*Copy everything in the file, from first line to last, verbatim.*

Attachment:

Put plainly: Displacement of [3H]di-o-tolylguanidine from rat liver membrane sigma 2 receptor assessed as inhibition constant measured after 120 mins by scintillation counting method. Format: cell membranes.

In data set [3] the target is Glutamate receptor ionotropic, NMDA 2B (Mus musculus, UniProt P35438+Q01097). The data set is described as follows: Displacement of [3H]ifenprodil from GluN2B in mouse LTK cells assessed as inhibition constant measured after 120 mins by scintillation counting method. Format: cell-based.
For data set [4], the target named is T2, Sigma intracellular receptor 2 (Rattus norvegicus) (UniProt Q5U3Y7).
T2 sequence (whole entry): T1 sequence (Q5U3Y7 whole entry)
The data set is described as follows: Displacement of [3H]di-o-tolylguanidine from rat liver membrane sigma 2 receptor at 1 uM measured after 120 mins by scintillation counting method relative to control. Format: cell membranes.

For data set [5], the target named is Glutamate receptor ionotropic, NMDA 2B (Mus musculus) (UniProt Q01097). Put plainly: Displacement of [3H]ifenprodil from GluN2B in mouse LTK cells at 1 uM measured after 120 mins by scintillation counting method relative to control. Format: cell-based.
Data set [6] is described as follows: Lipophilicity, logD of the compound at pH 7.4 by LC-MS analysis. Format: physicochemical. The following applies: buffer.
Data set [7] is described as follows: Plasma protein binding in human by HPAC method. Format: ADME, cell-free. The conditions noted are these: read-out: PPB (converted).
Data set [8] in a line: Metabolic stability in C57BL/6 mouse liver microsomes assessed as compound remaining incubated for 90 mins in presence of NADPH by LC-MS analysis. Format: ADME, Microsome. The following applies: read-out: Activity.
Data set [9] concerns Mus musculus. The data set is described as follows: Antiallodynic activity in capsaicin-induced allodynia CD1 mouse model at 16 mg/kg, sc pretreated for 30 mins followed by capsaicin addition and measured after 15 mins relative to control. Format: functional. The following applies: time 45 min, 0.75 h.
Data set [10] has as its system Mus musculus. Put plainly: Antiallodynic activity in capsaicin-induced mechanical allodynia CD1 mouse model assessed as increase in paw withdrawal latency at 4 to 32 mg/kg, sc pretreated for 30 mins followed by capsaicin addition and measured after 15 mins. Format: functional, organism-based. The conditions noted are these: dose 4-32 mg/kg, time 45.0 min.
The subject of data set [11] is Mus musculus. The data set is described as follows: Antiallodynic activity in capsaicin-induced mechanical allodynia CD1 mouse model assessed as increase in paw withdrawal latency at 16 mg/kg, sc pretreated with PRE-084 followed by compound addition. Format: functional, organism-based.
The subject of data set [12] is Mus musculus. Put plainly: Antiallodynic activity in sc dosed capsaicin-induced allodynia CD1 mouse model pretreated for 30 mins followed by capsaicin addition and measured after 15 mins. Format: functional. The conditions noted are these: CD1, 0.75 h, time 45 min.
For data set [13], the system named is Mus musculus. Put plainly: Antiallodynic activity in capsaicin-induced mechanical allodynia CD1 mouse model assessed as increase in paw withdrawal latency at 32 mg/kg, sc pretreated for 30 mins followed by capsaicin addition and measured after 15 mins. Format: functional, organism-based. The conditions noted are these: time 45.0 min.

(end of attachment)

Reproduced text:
Put plainly: Displacement of [3H]di-o-tolylguanidine from rat liver membrane sigma 2 receptor assessed as inhibition constant measured after 120 mins by scintillation counting method. Format: cell membranes.

In data set [3] the target is Glutamate receptor ionotropic, NMDA 2B (Mus musculus, UniProt P35438+Q01097). The data set is described as follows: Displacement of [3H]ifenprodil from GluN2B in mouse LTK cells assessed as inhibition constant measured after 120 mins by scintillation counting method. Format: cell-based.
For data set [4], the target named is T2, Sigma intracellular receptor 2 (Rattus norvegicus) (UniProt Q5U3Y7).
T2 sequence (whole entry): T1 sequence (Q5U3Y7 whole entry)
The data set is described as follows: Displacement of [3H]di-o-tolylguanidine from rat liver membrane sigma 2 receptor at 1 uM measured after 120 mins by scintillation counting method relative to control. Format: cell membranes.

For data set [5], the target named is Glutamate receptor ionotropic, NMDA 2B (Mus musculus) (UniProt Q01097). Put plainly: Displacement of [3H]ifenprodil from GluN2B in mouse LTK cells at 1 uM measured after 120 mins by scintillation counting method relative to control. Format: cell-based.
Data set [6] is described as follows: Lipophilicity, logD of the compound at pH 7.4 by LC-MS analysis. Format: physicochemical. The following applies: buffer.
Data set [7] is described as follows: Plasma protein binding in human by HPAC method. Format: ADME, cell-free. The conditions noted are these: read-out: PPB (converted).
Data set [8] in a line: Metabolic stability in C57BL/6 mouse liver microsomes assessed as compound remaining incubated for 90 mins in presence of NADPH by LC-MS analysis. Format: ADME, Microsome. The following applies: read-out: Activity.
Data set [9] concerns Mus musculus. The data set is described as follows: Antiallodynic activity in capsaicin-induced allodynia CD1 mouse model at 16 mg/kg, sc pretreated for 30 mins followed by capsaicin addition and measured after 15 mins relative to control. Format: functional. The following applies: time 45 min, 0.75 h.
Data set [10] has as its system Mus musculus. Put plainly: Antiallodynic activity in capsaicin-induced mechanical allodynia CD1 mouse model assessed as increase in paw withdrawal latency at 4 to 32 mg/kg, sc pretreated for 30 mins followed by capsaicin addition and measured after 15 mins. Format: functional, organism-based. The conditions noted are these: dose 4-32 mg/kg, time 45.0 min.
The subject of data set [11] is Mus musculus. The data set is described as follows: Antiallodynic activity in capsaicin-induced mechanical allodynia CD1 mouse model assessed as increase in paw withdrawal latency at 16 mg/kg, sc pretreated with PRE-084 followed by compound addition. Format: functional, organism-based.
The subject of data set [12] is Mus musculus. Put plainly: Antiallodynic activity in sc dosed capsaicin-induced allodynia CD1 mouse model pretreated for 30 mins followed by capsaicin addition and measured after 15 mins. Format: functional. The conditions noted are these: CD1, 0.75 h, time 45 min.
For data set [13], the system named is Mus musculus. Put plainly: Antiallodynic activity in capsaicin-induced mechanical allodynia CD1 mouse model assessed as increase in paw withdrawal latency at 32 mg/kg, sc pretreated for 30 mins followed by capsaicin addition and measured after 15 mins. Format: functional, organism-based. The conditions noted are these: time 45.0 min.